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Publication numberUS5276280 A
Publication typeGrant
Application numberUS 07/876,507
Publication dateJan 4, 1994
Filing dateApr 30, 1992
Priority dateApr 30, 1992
Fee statusLapsed
Publication number07876507, 876507, US 5276280 A, US 5276280A, US-A-5276280, US5276280 A, US5276280A
InventorsCharles R. Ball
Original AssigneeBall Charles R
Export CitationBiBTeX, EndNote, RefMan
External Links: USPTO, USPTO Assignment, Espacenet
Electrical cable connector
US 5276280 A
Abstract
A connector for electrical cable includes a tubular receptacle member and a wire-gripping member which mate with a wedge-fit so that the wire-gripping member squeezes down tighter on the electrical cable as it is pushed farther into the receptacle. The wire-gripping member includes wire gripping legs. The wire-gripping member is assembled together with the receptacle by inserting it through discontinuities in the receptacle, rotating it a few degrees, and then pushing it axially into the receptacle.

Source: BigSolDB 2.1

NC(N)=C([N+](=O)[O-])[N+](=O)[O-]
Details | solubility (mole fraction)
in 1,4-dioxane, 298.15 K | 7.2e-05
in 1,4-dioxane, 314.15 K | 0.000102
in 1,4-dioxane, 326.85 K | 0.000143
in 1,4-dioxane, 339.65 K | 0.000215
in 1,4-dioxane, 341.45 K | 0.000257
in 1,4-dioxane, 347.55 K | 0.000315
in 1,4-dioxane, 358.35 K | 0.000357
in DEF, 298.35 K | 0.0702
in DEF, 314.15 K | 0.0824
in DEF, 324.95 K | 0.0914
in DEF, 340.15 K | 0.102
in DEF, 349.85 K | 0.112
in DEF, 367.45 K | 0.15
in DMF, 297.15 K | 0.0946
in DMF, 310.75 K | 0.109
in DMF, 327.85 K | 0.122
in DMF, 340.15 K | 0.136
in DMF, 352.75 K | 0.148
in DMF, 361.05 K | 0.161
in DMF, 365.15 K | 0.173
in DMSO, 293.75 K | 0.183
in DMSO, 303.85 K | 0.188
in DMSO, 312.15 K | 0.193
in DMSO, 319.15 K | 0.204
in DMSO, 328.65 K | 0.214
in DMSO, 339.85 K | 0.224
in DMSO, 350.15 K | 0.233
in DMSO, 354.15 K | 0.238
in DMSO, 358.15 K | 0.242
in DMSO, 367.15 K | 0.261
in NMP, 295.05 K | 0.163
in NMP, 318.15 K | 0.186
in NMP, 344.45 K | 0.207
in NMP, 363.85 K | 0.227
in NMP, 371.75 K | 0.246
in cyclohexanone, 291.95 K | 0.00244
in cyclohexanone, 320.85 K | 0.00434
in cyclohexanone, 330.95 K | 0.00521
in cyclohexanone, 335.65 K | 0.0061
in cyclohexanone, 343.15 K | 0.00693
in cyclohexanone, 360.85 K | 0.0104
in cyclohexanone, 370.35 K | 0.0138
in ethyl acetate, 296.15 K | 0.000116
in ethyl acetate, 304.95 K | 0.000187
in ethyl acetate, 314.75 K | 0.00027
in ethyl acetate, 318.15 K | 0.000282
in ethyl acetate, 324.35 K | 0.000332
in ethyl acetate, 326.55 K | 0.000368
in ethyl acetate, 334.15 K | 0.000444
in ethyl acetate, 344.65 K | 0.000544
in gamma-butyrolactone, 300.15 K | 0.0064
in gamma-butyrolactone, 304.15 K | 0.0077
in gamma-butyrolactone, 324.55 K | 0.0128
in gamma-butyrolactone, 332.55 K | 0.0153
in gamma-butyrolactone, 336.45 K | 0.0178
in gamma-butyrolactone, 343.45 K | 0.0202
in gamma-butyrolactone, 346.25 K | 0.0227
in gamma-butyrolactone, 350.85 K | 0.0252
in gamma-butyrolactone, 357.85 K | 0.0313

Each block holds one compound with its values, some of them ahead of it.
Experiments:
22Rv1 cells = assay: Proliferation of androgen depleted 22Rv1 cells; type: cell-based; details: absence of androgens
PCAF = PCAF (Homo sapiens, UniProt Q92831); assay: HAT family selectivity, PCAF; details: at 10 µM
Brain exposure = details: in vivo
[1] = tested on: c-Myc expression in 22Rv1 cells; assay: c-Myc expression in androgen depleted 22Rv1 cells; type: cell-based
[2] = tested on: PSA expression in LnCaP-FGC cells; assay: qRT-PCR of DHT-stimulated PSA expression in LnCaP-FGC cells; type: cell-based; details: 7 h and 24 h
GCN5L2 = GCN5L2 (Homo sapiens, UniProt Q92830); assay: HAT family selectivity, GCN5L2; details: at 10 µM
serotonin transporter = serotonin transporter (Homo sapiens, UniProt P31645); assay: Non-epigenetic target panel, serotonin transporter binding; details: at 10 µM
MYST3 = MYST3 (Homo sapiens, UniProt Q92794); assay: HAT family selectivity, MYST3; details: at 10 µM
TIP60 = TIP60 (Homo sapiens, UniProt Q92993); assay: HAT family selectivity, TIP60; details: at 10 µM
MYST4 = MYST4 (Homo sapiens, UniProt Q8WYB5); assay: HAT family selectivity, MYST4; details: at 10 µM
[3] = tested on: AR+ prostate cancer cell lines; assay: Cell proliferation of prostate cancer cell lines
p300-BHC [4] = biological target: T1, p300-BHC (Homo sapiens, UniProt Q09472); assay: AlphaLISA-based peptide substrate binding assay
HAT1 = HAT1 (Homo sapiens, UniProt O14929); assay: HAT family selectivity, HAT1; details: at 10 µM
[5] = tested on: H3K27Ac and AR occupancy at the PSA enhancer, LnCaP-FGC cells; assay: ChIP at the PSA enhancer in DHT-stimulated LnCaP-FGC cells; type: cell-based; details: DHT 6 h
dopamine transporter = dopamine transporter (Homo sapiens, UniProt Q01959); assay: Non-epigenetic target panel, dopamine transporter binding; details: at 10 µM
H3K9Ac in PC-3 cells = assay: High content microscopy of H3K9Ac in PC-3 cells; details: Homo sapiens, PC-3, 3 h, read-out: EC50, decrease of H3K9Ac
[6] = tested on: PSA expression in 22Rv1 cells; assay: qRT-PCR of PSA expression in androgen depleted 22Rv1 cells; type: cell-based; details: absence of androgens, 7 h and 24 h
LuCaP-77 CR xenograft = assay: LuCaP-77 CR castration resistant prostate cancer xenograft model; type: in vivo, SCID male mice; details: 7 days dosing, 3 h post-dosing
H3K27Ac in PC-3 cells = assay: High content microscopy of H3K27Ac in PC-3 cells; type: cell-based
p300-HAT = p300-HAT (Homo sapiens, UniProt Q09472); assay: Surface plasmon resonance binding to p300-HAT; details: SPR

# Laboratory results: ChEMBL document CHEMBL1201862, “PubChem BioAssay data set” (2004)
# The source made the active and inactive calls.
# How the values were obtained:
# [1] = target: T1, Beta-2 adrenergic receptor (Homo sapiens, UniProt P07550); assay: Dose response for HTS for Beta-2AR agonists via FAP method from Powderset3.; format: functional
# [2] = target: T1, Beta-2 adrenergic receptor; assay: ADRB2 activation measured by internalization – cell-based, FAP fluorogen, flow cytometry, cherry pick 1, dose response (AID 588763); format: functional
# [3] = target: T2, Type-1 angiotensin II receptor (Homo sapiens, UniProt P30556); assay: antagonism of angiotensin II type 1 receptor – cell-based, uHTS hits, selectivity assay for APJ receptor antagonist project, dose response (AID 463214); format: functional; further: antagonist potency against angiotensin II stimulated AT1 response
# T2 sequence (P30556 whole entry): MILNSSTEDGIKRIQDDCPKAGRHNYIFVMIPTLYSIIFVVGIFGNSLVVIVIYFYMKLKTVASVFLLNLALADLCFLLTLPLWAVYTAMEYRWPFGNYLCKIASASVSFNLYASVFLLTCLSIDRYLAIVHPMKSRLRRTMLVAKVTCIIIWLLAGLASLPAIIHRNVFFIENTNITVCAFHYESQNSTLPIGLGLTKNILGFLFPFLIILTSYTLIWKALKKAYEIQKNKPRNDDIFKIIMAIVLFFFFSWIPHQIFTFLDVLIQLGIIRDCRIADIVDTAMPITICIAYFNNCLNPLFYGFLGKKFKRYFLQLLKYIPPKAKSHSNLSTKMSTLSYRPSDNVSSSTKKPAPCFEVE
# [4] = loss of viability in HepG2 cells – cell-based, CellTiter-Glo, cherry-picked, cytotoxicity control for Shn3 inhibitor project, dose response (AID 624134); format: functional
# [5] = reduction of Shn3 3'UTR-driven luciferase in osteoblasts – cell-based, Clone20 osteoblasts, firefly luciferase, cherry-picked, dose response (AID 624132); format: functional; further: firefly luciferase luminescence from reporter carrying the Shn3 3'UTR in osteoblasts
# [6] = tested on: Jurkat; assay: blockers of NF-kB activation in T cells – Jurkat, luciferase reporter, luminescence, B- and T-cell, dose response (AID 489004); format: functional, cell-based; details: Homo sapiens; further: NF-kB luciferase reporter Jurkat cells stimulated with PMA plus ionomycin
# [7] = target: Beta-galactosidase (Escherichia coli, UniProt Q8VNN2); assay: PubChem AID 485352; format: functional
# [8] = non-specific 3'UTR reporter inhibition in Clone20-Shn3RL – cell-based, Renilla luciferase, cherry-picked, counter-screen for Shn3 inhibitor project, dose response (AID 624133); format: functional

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Claims(7)
What is claimed is:
1. An electrical cable connector, comprising:
a tubular receptacle member, defining a forward end, a back end, an inner surface, and an outer surface which is adapted to be received in a knock-out hole of an electrical box;
a wire-gripping member, including:
an annular member, defining an axis; and
a plurality of wire-gripping legs projecting forward from said annular member parallel to its axis, said wire-gripping legs being received in said inner surface of said receptacle member with a wedge fit, such that, when the legs of said wire-gripping member are inserted into said receptacle member, said wire-gripping legs are pushed inwardly, toward the axis,